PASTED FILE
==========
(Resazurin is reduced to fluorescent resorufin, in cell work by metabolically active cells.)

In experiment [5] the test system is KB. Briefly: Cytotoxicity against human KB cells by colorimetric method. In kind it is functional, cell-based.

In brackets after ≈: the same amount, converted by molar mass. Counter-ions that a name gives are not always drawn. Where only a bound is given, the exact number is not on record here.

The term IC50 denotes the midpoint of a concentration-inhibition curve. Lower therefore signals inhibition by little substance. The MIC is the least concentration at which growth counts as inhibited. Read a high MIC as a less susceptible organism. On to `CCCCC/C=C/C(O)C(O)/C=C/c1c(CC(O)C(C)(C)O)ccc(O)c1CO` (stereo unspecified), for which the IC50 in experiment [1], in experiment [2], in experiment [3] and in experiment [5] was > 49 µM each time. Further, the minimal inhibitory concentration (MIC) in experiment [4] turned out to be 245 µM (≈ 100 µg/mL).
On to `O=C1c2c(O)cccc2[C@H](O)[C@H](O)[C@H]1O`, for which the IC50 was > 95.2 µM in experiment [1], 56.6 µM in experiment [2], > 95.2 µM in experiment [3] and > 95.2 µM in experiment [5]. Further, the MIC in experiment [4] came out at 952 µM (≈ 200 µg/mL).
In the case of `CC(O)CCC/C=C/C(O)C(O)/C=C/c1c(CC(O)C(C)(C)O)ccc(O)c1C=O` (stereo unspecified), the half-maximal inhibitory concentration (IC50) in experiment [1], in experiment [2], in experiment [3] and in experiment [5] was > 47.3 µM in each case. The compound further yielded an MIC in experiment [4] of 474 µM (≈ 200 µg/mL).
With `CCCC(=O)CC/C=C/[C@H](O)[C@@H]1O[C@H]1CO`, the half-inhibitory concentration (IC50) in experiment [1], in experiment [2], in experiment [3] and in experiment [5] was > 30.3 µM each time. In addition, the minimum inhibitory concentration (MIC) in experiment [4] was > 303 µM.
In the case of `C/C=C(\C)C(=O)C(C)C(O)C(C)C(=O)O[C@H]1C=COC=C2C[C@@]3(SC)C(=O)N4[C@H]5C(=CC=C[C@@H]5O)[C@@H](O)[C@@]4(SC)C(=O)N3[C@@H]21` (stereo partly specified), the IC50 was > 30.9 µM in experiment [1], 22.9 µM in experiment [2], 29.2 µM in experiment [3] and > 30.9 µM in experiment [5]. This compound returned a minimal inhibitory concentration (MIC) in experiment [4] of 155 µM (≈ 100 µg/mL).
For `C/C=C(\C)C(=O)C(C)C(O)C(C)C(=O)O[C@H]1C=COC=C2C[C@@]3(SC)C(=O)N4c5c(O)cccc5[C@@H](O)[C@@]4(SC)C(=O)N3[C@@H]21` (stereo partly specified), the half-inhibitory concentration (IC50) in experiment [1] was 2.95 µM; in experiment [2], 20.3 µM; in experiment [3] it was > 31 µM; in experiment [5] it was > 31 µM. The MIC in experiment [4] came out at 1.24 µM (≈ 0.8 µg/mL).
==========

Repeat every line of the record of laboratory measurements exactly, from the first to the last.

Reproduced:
(Resazurin is reduced to fluorescent resorufin, in cell work by metabolically active cells.)

In experiment [5] the test system is KB. Briefly: Cytotoxicity against human KB cells by colorimetric method. In kind it is functional, cell-based.

In brackets after ≈: the same amount, converted by molar mass. Counter-ions that a name gives are not always drawn. Where only a bound is given, the exact number is not on record here.

The term IC50 denotes the midpoint of a concentration-inhibition curve. Lower therefore signals inhibition by little substance. The MIC is the least concentration at which growth counts as inhibited. Read a high MIC as a less susceptible organism. On to `CCCCC/C=C/C(O)C(O)/C=C/c1c(CC(O)C(C)(C)O)ccc(O)c1CO` (stereo unspecified), for which the IC50 in experiment [1], in experiment [2], in experiment [3] and in experiment [5] was > 49 µM each time. Further, the minimal inhibitory concentration (MIC) in experiment [4] turned out to be 245 µM (≈ 100 µg/mL).
On to `O=C1c2c(O)cccc2[C@H](O)[C@H](O)[C@H]1O`, for which the IC50 was > 95.2 µM in experiment [1], 56.6 µM in experiment [2], > 95.2 µM in experiment [3] and > 95.2 µM in experiment [5]. Further, the MIC in experiment [4] came out at 952 µM (≈ 200 µg/mL).
In the case of `CC(O)CCC/C=C/C(O)C(O)/C=C/c1c(CC(O)C(C)(C)O)ccc(O)c1C=O` (stereo unspecified), the half-maximal inhibitory concentration (IC50) in experiment [1], in experiment [2], in experiment [3] and in experiment [5] was > 47.3 µM in each case. The compound further yielded an MIC in experiment [4] of 474 µM (≈ 200 µg/mL).
With `CCCC(=O)CC/C=C/[C@H](O)[C@@H]1O[C@H]1CO`, the half-inhibitory concentration (IC50) in experiment [1], in experiment [2], in experiment [3] and in experiment [5] was > 30.3 µM each time. In addition, the minimum inhibitory concentration (MIC) in experiment [4] was > 303 µM.
In the case of `C/C=C(\C)C(=O)C(C)C(O)C(C)C(=O)O[C@H]1C=COC=C2C[C@@]3(SC)C(=O)N4[C@H]5C(=CC=C[C@@H]5O)[C@@H](O)[C@@]4(SC)C(=O)N3[C@@H]21` (stereo partly specified), the IC50 was > 30.9 µM in experiment [1], 22.9 µM in experiment [2], 29.2 µM in experiment [3] and > 30.9 µM in experiment [5]. This compound returned a minimal inhibitory concentration (MIC) in experiment [4] of 155 µM (≈ 100 µg/mL).
For `C/C=C(\C)C(=O)C(C)C(O)C(C)C(=O)O[C@H]1C=COC=C2C[C@@]3(SC)C(=O)N4c5c(O)cccc5[C@@H](O)[C@@]4(SC)C(=O)N3[C@@H]21` (stereo partly specified), the half-inhibitory concentration (IC50) in experiment [1] was 2.95 µM; in experiment [2], 20.3 µM; in experiment [3] it was > 31 µM; in experiment [5] it was > 31 µM. The MIC in experiment [4] came out at 1.24 µM (≈ 0.8 µg/mL).